US researchers develop organic polymer electronics that can heal themselves

12-03-2019 |   |  By Rob Coppinger

Organic polymers that conduct electricity could lead to biodegradable electronics and self-repairing systems according to researchers at the University of California Merced.

These polymers are expected to enable devices that can self-repair when cracked or broken, or allow electronics to be incorporated into textiles, clothing, or as health monitoring devices on an individual’s skin. Once these devices are finished with, they could biodegrade or be recycled as part of a zero-waste economy. It is conjugated polymers that are expected to realise these properties. Conjugated polymers are organic macromolecules that have a backbone molecular chain of alternating double and single atomic bonds. These double and single bonds result in useful optical and electronic properties.

“With synthetic polymers, we can infuse virtually any desired electrical, mechanical or optical properties because we get to create them in the lab,” said University of California Merced assistant professor Yue Wang. “They can be made stretchable, self-healing and biodegradable — properties we don’t commonly associate with electronics. They are becoming the building blocks for all kinds of innovations.”

 
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Caption: Wang and grad student Kiana Shirzad continue their research that could change the future of electronics. Credit: UC Merced

 

Wang is an assistant professor of Materials Science and Engineering and chemistry and chemical biology. Her structural electronics laboratory has three main research areas, biomimetic electronic materials, additive manufacturing of functional polymers and organic structural metamaterials. The lab's staff include scientists and engineers working on polymer synthesis, mechanics, device fabrication and additive manufacturing. Additive manufacturing conducting polymers which have been designed at the molecular level are expected to make the electronics damage tolerant.





Biomimetic electronic materials are about making electronics mirror the human body's properties, such as flexibility. The biomimetic materials act as building blocks for biomedical devices that can be customised for individual patients and detect, sense, and even stimulate biomarkers. The lab is also developing organic conductors that can mimic the mechanical and physiological properties and hierarchical structures of biological systems.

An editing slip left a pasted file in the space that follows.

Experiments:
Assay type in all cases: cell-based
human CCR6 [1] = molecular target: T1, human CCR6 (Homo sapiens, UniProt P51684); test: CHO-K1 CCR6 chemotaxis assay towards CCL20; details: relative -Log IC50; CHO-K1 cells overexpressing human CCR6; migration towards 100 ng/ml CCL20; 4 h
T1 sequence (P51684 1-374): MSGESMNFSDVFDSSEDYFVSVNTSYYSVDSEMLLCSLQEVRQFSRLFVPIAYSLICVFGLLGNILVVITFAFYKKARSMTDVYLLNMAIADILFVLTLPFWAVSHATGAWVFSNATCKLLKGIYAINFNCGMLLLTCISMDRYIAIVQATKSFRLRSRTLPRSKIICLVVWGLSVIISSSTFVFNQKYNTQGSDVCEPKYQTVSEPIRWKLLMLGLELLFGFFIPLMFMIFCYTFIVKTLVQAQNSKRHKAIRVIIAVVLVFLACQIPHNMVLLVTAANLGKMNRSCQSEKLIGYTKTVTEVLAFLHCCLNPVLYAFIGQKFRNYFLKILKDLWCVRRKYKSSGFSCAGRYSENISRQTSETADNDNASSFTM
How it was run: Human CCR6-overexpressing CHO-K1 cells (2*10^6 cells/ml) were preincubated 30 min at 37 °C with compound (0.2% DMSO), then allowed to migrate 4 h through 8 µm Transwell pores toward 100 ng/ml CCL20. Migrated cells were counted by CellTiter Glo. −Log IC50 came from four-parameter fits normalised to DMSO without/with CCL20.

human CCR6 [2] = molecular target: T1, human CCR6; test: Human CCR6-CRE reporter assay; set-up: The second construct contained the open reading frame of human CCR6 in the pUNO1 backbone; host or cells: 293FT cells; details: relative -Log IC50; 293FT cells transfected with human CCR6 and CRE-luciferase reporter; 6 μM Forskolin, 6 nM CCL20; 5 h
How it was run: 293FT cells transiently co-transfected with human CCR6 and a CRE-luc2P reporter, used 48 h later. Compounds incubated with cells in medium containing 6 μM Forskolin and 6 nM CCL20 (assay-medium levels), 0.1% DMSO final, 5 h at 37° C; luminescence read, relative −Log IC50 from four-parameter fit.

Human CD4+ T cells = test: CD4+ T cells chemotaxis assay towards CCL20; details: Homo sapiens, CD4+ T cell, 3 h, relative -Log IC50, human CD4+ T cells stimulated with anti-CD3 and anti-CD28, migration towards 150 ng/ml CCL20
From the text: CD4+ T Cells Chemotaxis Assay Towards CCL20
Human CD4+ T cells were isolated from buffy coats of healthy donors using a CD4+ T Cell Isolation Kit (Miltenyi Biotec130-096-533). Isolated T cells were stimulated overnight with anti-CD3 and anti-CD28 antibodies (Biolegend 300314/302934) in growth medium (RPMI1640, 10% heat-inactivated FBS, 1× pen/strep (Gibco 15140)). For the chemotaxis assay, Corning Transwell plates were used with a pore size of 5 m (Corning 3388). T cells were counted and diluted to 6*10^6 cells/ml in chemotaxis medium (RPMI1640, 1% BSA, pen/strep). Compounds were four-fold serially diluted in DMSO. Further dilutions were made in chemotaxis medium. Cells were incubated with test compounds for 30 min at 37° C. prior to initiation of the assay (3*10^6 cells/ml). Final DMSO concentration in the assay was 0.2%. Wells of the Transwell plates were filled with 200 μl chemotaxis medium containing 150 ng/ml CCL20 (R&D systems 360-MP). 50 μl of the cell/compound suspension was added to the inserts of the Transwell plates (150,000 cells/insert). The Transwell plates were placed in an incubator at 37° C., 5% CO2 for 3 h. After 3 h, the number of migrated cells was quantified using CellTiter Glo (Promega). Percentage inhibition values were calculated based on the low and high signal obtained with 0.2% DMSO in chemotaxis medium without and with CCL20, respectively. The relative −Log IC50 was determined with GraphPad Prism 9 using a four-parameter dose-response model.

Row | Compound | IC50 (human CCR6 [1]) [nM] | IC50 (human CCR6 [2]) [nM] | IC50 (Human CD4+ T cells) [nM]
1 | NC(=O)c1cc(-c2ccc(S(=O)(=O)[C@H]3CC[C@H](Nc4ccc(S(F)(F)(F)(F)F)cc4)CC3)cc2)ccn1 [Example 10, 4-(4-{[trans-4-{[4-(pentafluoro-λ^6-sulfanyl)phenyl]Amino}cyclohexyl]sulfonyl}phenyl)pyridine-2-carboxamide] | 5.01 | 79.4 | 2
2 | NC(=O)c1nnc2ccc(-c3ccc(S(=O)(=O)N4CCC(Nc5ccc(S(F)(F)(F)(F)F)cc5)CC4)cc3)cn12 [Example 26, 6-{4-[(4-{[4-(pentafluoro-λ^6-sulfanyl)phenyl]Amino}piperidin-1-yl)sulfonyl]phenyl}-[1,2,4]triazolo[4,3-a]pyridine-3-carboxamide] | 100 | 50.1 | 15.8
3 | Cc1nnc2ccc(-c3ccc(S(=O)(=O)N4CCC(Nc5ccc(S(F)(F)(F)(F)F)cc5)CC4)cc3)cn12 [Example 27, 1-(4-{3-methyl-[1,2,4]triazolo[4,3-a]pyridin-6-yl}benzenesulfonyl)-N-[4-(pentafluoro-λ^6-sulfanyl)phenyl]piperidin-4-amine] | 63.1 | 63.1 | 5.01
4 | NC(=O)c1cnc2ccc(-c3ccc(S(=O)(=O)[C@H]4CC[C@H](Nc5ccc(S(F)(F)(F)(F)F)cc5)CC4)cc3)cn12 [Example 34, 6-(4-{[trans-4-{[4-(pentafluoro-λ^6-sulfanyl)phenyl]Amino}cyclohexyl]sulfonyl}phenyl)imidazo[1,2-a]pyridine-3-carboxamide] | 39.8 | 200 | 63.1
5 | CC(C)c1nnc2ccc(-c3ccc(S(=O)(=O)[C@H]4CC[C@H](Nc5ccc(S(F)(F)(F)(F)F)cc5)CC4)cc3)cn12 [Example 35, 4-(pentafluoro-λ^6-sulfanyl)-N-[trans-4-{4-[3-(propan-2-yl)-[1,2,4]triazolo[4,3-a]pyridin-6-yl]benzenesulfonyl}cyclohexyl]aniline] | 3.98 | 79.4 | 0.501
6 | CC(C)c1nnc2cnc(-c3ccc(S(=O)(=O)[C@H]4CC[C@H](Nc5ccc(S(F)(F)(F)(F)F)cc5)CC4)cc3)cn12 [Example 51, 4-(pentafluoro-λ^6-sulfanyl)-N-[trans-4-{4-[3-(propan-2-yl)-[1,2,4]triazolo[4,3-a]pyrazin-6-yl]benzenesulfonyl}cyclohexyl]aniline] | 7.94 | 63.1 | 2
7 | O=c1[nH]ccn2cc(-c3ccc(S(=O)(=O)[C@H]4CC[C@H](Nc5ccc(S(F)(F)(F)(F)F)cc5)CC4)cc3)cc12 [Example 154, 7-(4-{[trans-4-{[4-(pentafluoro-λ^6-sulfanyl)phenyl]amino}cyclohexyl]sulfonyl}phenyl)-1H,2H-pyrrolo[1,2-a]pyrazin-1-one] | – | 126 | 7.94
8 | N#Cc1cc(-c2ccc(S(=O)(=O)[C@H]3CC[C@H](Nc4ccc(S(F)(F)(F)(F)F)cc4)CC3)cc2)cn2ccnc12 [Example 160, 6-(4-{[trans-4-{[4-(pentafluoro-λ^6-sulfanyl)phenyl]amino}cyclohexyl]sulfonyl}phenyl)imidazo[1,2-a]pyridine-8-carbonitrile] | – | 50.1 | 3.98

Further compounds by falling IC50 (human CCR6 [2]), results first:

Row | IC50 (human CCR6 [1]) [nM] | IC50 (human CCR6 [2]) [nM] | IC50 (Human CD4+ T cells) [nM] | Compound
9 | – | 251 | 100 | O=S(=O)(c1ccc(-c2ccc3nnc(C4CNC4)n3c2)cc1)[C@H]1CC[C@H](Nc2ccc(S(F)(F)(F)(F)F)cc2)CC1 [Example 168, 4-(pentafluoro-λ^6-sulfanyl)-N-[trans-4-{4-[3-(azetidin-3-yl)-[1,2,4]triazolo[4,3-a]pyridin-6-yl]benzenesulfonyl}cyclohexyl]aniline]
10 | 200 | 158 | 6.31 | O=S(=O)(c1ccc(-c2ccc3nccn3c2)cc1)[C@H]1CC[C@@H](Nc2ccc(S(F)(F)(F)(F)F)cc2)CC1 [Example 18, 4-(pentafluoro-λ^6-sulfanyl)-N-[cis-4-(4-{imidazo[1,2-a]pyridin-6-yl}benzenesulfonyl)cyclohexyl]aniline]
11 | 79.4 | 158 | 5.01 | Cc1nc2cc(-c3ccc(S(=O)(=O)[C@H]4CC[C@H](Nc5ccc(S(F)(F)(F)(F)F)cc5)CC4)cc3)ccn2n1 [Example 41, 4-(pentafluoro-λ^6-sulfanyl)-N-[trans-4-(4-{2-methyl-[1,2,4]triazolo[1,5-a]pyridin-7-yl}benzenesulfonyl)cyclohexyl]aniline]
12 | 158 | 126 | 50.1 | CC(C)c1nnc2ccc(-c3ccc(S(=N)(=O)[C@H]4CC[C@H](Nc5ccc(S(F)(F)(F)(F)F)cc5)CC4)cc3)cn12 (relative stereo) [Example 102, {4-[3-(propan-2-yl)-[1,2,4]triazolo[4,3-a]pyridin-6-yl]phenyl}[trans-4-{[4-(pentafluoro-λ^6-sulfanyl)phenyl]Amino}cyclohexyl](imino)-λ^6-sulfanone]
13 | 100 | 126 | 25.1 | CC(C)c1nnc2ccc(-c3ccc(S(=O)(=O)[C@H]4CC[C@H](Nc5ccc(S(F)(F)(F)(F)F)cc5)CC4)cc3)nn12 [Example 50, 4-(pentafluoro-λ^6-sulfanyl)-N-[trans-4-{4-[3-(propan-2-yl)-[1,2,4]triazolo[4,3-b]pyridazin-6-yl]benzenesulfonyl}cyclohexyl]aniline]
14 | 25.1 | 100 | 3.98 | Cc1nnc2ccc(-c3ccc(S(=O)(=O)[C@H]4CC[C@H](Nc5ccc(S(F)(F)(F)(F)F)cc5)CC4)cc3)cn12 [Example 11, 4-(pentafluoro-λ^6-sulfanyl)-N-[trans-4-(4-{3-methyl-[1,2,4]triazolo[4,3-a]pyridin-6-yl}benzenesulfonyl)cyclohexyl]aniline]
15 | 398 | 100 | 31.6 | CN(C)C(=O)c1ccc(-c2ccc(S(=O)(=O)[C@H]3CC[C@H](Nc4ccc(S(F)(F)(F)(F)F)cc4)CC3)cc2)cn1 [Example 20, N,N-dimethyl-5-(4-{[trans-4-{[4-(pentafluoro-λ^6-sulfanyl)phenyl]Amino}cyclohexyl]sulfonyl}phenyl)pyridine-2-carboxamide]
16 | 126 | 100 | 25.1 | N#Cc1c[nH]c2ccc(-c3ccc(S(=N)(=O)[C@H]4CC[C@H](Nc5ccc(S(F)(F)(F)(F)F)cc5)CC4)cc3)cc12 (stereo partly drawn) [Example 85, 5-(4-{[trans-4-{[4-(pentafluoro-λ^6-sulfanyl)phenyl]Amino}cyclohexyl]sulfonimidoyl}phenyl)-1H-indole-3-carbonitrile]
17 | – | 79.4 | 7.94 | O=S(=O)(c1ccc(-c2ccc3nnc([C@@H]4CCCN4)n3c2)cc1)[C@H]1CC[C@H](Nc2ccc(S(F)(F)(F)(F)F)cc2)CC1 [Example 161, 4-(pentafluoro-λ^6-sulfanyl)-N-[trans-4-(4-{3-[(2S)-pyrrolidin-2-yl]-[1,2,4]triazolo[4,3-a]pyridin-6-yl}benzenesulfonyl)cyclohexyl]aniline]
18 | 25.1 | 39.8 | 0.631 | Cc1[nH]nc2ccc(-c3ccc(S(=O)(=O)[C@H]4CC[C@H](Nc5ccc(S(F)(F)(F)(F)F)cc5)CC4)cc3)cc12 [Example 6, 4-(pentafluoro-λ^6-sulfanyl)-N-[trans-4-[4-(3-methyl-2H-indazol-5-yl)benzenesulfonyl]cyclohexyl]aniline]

The effort to create these biodegradable electronics is multidisciplinary and Wang has nine undergraduate students, six graduate students and one postdoctoral researcher. Their backgrounds include, bioengineering, chemistry, mechanical engineering and materials science. “This is very interdisciplinary work,” Wang said, “and the projects have a lot of components.”

Biodegradable electronics could be part of a zero-waste economy, where all waste s recycled. “They let us consider the whole life of a product, because when they are no longer needed, they can be recycled or re-processed and reused, or they will biodegrade without causing any harm in landfills,” Wang’s postdoctoral researcher, Robert Jordan, explained.

 
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Caption: Postdoctoral researcher Robert Jordan designs and synthesises materials with programmable physical properties. Credit: UC Merced

 

Wang earned a USD$25,000 award for being a finalist of the Gordon and Betty Moore Foundation’s Moore Inventor Fellowships. Wang’s fellowship proposal was bio-inspired, environmentally sustainable electronics. Organic electronics may be able to reduce the problem of toxic electronic waste as those metals will not be used or used less. The Moore fellowships aim to support inventors that may shape the next 50 years of science and technology.


By Rob Coppinger

Rob Coppinger is a freelance science and engineering journalist. Originally a car industry production engineer, he jumped into journalism and has written about all sorts of technologies from fusion power to quantum computing and military drones. He lives in France.

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